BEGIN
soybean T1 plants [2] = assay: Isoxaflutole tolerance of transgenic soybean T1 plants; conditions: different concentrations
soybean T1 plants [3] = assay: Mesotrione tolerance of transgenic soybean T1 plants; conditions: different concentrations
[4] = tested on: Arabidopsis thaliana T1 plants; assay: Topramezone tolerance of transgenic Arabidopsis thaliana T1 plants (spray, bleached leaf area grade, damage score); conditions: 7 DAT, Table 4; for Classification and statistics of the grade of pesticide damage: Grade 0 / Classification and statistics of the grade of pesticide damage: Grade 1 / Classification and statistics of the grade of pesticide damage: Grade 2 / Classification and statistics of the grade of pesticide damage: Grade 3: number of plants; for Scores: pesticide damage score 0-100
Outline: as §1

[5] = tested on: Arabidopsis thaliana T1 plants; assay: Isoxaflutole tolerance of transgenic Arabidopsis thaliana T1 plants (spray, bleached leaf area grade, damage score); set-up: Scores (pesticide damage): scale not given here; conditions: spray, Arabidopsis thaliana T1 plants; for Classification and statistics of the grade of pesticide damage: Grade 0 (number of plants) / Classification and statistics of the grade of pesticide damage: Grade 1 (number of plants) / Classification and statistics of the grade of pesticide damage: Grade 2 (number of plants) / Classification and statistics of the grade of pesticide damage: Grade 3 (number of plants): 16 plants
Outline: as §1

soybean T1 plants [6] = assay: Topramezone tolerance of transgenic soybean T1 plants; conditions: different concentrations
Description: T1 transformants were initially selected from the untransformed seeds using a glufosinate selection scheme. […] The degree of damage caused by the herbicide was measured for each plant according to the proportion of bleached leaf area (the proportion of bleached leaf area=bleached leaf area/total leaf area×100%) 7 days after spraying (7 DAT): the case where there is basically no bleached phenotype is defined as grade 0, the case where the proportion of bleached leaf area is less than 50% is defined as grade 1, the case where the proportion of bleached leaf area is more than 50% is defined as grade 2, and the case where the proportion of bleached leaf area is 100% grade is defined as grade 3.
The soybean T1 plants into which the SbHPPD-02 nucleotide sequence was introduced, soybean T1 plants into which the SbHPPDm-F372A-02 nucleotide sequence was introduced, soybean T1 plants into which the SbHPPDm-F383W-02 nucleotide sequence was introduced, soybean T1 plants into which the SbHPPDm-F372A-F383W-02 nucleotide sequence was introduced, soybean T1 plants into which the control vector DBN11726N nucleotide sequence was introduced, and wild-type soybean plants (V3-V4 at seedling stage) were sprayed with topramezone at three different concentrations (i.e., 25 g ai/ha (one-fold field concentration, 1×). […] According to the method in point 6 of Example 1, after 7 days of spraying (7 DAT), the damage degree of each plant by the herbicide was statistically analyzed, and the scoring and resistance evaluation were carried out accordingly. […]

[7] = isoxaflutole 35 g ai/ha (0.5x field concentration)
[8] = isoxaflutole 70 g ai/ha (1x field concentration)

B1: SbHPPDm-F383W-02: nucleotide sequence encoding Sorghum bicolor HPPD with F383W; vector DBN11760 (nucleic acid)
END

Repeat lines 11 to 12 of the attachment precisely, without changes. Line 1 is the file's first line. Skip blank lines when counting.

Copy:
[8] = isoxaflutole 70 g ai/ha (1x field concentration)

B1: SbHPPDm-F383W-02: nucleotide sequence encoding Sorghum bicolor HPPD with F383W; vector DBN11760 (nucleic acid)